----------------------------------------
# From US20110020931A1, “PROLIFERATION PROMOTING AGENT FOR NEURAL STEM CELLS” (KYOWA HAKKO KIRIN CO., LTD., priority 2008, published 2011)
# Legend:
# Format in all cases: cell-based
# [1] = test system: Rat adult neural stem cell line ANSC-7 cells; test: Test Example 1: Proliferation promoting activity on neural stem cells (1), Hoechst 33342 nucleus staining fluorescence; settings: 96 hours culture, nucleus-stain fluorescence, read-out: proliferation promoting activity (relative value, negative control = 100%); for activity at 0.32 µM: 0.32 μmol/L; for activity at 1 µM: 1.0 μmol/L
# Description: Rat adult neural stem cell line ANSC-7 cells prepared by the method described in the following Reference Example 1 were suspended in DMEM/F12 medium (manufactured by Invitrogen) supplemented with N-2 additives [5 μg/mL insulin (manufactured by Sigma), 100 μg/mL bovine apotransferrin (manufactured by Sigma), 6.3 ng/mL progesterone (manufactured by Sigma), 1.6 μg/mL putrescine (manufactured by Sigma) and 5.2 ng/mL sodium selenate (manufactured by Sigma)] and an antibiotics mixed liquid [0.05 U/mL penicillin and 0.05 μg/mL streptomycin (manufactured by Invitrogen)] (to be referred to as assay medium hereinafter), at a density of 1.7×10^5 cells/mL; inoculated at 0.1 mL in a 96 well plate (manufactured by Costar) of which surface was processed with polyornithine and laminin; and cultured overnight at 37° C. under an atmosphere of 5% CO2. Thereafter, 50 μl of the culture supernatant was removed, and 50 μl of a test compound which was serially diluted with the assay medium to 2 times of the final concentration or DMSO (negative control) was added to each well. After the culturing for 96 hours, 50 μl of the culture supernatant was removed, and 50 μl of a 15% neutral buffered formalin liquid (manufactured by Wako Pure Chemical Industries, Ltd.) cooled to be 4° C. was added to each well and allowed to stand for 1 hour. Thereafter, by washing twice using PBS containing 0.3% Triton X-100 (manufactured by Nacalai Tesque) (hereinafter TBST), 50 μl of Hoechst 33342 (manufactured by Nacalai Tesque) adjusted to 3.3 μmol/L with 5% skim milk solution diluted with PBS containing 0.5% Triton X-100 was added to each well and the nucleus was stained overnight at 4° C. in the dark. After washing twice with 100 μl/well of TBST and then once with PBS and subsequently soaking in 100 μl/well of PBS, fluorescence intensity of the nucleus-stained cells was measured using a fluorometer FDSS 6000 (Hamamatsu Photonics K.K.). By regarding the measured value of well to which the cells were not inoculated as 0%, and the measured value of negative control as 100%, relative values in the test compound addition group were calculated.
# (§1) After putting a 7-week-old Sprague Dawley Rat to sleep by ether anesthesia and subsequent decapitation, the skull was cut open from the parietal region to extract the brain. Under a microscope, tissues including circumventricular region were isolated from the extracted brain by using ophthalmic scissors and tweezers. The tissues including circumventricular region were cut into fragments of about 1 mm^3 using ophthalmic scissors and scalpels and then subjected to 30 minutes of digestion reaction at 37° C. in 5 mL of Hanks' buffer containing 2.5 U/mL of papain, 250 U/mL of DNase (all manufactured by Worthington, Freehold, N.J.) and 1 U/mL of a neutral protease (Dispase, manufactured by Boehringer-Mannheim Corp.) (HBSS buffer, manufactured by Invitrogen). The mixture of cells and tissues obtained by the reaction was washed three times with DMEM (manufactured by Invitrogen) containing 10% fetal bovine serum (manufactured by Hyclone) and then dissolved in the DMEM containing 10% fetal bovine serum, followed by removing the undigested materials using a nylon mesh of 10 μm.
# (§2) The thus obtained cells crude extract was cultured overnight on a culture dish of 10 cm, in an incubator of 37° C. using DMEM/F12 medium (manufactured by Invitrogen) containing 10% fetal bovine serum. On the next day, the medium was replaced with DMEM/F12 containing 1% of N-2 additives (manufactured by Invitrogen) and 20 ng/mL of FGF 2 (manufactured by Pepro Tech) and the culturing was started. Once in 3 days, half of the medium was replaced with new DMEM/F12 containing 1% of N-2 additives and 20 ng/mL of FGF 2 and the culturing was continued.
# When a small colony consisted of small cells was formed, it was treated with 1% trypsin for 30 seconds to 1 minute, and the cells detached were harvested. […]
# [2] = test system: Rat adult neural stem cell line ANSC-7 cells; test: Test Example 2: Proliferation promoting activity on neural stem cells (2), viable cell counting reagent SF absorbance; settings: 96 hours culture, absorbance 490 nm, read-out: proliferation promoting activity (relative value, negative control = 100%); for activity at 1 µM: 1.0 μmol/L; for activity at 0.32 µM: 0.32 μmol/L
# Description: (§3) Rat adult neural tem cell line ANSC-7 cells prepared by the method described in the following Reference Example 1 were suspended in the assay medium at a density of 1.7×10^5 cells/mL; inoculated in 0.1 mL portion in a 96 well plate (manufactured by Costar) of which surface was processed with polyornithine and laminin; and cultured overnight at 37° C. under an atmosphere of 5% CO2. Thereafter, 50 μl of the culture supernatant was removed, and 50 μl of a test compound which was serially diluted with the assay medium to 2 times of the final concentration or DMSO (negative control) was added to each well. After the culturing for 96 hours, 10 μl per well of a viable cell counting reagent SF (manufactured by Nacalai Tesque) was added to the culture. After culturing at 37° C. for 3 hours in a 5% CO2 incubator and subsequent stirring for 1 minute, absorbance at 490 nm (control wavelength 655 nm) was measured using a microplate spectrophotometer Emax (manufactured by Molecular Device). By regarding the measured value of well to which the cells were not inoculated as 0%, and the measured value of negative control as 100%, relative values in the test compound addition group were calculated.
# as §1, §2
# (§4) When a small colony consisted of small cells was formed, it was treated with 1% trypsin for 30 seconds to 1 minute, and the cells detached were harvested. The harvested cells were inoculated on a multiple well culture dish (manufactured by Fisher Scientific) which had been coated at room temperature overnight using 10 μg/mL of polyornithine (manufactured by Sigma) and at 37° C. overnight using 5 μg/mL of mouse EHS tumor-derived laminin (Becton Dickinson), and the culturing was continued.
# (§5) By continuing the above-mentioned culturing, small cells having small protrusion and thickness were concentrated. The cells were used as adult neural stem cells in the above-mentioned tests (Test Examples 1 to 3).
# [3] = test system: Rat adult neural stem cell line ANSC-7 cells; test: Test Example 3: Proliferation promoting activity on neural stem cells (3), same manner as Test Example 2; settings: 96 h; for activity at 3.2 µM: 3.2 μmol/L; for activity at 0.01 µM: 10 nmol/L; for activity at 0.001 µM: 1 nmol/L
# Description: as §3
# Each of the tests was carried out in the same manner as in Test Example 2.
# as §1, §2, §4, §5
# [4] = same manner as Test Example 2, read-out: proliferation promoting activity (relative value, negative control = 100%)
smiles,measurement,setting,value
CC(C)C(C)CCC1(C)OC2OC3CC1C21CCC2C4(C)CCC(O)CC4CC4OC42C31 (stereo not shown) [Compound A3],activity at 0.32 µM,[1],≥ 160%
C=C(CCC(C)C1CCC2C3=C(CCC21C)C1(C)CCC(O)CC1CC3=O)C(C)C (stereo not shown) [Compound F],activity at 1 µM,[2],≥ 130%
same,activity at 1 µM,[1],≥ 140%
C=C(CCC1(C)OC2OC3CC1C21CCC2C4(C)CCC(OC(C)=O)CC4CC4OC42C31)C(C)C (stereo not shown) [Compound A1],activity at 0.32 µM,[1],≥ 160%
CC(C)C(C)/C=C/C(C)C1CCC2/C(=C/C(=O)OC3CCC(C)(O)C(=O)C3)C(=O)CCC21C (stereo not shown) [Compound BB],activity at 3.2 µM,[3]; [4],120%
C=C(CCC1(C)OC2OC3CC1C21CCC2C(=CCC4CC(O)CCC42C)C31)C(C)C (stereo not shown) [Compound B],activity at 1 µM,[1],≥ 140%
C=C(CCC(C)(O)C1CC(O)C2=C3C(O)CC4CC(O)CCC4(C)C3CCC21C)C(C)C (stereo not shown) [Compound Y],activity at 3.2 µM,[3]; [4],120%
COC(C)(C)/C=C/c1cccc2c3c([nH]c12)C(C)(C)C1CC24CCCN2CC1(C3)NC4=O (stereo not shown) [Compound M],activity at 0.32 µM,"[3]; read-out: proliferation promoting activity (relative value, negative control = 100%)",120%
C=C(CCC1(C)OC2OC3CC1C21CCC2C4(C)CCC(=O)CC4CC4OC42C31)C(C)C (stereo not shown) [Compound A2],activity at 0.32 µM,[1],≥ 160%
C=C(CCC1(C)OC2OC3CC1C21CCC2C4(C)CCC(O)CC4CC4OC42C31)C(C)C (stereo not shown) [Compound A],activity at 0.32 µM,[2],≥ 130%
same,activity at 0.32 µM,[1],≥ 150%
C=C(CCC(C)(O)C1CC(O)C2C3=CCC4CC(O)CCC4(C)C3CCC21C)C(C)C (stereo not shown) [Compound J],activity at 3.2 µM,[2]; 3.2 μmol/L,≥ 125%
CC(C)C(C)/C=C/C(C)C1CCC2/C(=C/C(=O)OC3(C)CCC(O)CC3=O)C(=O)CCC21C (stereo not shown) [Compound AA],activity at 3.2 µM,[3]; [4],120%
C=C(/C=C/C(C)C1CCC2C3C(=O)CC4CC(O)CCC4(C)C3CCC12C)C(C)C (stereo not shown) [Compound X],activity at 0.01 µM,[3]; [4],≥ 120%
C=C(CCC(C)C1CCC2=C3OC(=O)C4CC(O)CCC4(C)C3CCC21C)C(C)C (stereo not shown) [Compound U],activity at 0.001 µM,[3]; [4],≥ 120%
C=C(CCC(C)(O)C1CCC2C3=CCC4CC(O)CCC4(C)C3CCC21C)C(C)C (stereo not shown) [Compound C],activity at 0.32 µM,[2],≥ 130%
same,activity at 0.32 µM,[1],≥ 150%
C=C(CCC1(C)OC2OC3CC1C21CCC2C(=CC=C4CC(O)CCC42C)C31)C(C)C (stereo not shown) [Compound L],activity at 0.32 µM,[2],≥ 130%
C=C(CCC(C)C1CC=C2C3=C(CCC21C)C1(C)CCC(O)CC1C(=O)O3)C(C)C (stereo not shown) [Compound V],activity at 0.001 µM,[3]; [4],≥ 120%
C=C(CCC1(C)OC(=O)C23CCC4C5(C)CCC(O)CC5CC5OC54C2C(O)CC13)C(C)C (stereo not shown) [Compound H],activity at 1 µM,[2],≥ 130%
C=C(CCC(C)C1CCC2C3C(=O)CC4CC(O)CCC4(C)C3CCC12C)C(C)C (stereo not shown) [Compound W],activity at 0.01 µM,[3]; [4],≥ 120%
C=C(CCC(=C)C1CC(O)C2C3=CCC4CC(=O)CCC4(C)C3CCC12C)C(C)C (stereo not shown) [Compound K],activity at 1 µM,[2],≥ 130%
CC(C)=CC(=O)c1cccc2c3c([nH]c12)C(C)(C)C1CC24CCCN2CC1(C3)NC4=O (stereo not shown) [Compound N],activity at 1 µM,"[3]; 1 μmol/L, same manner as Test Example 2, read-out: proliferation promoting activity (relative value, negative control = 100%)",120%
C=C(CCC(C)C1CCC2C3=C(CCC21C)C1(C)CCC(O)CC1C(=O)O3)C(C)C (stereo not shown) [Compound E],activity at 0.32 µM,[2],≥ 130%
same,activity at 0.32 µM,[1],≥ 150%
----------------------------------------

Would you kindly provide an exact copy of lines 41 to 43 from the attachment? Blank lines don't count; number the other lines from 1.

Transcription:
C=C(CCC(=C)C1CC(O)C2C3=CCC4CC(=O)CCC4(C)C3CCC12C)C(C)C (stereo not shown) [Compound K],activity at 1 µM,[2],≥ 130%
CC(C)=CC(=O)c1cccc2c3c([nH]c12)C(C)(C)C1CC24CCCN2CC1(C3)NC4=O (stereo not shown) [Compound N],activity at 1 µM,"[3]; 1 μmol/L, same manner as Test Example 2, read-out: proliferation promoting activity (relative value, negative control = 100%)",120%
C=C(CCC(C)C1CCC2C3=C(CCC21C)C1(C)CCC(O)CC1C(=O)O3)C(C)C (stereo not shown) [Compound E],activity at 0.32 µM,[2],≥ 130%